The Nineteenth Century in Print: Books

Sampler of Collection Themes:
Introduction | The Civil War | Slavery and Abolition | Religion | Education
Self-Help and Self-Improvement | Travel and Westward Expansion | Poetry

Slavery and Abolition

Illustration from Keefer book

The roots of the Civil War lay in the debate over the nature and legitimacy of American slavery. Until the war ended it, slavery defined the lives not only of most African Americans but of all Southerners, slaves, slaveholders, and free non-slaveholders alike. The Nineteenth Century in Print is especially rich in works that present the range of arguments joined in this debate, from the eloquent first-person testimony of former slaves, to authoritative judicial opinions, to the increasingly impassioned contention between the advocates of slavery’s abolition and those who sought to defend it on moral, religious, and political grounds. The depth and tenacity of white Southerners' commitment to slavery in the face of Northerners' mounting moral and political opposition led finally to secession and war. Here is a sampling of these titles:

Isaac Allen, Is Slavery Sanctioned by the Bible? A Premium Tract ([1860]).

Albert Barnes, The Church and Slavery (1857).

Boston Slave Riot, and Trial of Anthony Burns. Containing the Report of the Faneuil Hall Meeting; the Murder of Batchelder; Theodore Parker's Lesson for the Day; Speeches of Counsel on Both Sides, Corrected by Themselves; a Verbatim Report of Judge Loring's Decision; and Detailed Account of the Embarkation (1854).

W. G. Brownlow and A. Pryne, Ought American Slavery to Be Perpetuated?, A Debate between Rev. W. G. Brownlow and Rev. A. Pryne. Held at Philadelphia, September, 1858 ([1858]).

George B. Cheever, The Fire and Hammer of God's Word against the Sin of Slavery. Speech of George B. Cheever, D.D., at the Anniversary of the American Abolition Society, May, 1858 (1858).

Rufus W. Clark, The African Slave Trade ([c1860]).

Levi Coffin, Reminiscences of Levi Coffin, the Reputed President of the Underground Railroad; Being a Brief History of the Labors of a Lifetime in Behalf of the Slave, with the Stories of Numerous Fugitives, Who Gained Their Freedom through His Instrumentality, and Many Other Incidents ([1876]).

The Constitution Expounded, Respecting Its Bearing on the Subject of Slavery (1850).

Frederick Douglass, My Bondage and My Freedom (1857).

Charles Elliott, Sinfulness of American Slavery: Proved from Its Evil Sources; Its Injustice; Its Wrongs; Its Contrariety to Many Scriptural Commands, Prohibitions, and Principles, and to the Christian Spirit; and from Its Evil Effects; Together with Observations on Emancipation, and the Duties of American Citizens in Regard to Slavery Volume 1 and Volume 2 (1850).

William Goodell, The American Slave Code in Theory and Practice: Its Distinctive Features Shown by Its Statutes, Judicial Decisions, and Illustrative Facts (1853).

T. W. Hoit, The Right of American Slavery (1860).

John Henry Hopkins, A Scriptural, Ecclesiastical, and Historical View of Slavery, from the Days of the Patriarch Abraham, to the Nineteenth Century ([1864]).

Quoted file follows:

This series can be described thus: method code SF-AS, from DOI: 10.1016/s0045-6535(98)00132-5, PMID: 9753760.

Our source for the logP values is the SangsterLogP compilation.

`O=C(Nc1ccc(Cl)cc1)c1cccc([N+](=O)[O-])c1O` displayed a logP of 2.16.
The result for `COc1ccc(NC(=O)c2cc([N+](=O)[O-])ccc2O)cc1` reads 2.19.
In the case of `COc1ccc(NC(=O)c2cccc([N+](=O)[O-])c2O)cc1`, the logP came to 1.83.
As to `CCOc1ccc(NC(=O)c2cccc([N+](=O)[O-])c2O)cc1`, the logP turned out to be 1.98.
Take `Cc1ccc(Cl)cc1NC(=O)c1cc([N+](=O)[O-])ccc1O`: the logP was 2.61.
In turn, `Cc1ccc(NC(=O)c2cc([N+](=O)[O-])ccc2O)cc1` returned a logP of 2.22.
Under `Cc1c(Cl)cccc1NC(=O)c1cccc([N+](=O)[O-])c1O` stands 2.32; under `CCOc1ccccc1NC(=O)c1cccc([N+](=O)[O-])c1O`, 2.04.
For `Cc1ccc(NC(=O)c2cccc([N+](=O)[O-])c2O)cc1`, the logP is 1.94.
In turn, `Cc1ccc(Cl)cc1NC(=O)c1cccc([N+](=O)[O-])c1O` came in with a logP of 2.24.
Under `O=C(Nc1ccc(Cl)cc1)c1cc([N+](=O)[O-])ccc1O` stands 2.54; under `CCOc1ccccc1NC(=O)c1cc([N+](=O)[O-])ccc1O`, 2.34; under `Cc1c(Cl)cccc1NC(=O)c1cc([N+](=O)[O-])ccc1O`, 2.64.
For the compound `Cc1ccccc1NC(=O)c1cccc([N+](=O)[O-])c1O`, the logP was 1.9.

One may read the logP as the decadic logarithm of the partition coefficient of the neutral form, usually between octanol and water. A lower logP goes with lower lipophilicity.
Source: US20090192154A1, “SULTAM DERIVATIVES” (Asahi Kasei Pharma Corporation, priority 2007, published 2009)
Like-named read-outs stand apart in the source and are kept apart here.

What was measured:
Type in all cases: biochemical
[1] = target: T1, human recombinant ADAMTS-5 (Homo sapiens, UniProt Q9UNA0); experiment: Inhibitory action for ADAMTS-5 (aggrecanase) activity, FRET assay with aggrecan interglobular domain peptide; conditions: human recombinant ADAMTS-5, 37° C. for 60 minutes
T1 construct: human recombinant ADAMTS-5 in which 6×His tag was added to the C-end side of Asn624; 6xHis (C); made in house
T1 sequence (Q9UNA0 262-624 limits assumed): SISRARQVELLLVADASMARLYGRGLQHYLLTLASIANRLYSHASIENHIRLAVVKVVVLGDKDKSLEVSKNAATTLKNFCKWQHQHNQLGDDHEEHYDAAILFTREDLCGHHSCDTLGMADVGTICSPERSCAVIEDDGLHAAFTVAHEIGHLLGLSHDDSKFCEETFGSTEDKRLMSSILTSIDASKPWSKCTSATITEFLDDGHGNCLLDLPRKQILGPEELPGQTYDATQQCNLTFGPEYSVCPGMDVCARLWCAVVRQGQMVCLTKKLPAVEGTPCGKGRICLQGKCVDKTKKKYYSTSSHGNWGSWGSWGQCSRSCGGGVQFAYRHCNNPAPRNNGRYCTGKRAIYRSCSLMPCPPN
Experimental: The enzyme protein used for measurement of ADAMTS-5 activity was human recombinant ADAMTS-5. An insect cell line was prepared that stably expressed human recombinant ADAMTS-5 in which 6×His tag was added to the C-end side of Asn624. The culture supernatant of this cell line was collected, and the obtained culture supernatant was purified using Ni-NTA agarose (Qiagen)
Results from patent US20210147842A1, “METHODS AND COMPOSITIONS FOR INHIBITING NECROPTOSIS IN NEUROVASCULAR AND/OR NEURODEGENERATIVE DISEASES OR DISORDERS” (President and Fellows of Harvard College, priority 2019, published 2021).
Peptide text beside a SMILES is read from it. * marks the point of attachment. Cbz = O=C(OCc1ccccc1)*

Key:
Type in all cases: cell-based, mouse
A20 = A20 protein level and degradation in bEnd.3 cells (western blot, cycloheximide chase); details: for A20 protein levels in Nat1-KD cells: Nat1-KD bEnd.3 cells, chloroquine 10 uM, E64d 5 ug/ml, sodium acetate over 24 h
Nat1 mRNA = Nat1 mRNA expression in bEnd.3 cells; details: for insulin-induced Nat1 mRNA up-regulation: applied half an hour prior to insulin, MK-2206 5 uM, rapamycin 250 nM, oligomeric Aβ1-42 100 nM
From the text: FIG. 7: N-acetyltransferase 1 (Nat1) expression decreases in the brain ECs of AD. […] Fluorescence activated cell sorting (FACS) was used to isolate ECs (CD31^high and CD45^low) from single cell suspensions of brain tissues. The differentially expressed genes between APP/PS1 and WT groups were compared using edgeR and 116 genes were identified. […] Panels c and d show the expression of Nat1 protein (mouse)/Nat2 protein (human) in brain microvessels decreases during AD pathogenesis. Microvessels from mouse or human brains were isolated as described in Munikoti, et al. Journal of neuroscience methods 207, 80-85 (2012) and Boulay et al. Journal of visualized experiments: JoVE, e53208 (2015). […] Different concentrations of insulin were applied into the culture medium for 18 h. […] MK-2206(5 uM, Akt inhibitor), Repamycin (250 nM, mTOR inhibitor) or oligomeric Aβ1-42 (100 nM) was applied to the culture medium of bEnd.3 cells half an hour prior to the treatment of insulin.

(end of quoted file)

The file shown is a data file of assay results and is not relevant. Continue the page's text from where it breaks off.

John Hutchins, Freedom v. Slavery. Speech of John Hutchins, of Ohio. Delivered in the U. S. House of Representatives, May 2, 1860 ([1860]).

Harriet A. Jacobs, Incidents in the Life of a Slave Girl. Written by Herself (1861).

Henry Field James, Abolitionism Unveiled; or, Its Origin, Progress, & Pernicious Tendency Fully Developed (1856).

Justus Keefer, Slavery: Its Sin, Moral Effects, and Certain Death ([1864]).

J. W. Loguen, The Rev. J. W. Loguen, As a Slave and As a Freeman. A Narrative of Real Life (1859).

John C. Lord, "The Higher Law" in Its Application to the Fugitive Slave Bill. A Sermon on the Duties Men Owe to God and to Governments. Delivered at the Central Presbyterian Church on Thanksgiving Day (1851).

Solomon Northup, Twelve Years a Slave. Narrative of Solomon Northup, a Citizen of New-York, Kidnapped in Washington City in 1841, and Rescued in 1853, from a Cotton Plantation Near the Red River, in Louisiana (1853).

Peter Randolph, Sketches of Slave Life; or, Illustrations of the 'Peculiar Institution'. By Peter Randolph, an Emancipated Slave (1855).

Frederick A. Ross, Slavery Ordained of God (1857).

William A. Smith, Lectures on the Philosophy and Practice of Slavery, As Exhibited in the Institution of Domestic Slavery in the United States: With the Duties of Masters to Slaves (1856).

James Stirling, Letters from the Slave States (1857).

Thomas J. Taylor, Essay on Slavery; As Connected with the Moral and Providential Government of God; And as an Element of Church Organization (1851).

United States Supreme Court, The Case of Dred Scott in the United States Supreme Court. The Full Opinions of Chief Justice Taney and Justice Curtis, and Abstracts of the Opinions of the Other Judges; with an Analysis of the Points Ruled, and Some Concluding Observations (1860).

George M. Weston, Southern Slavery Reduces Northern Wages. An Address by George M. Weston, of Maine, Delivered in Washington, D. C., March 25, 1856 ([1856]).

Introduction | The Civil War | Slavery and Abolition | Religion | Education
Self-Help and Self-Improvement | Travel and Westward Expansion | Poetry

The Nineteenth Century in Print: Books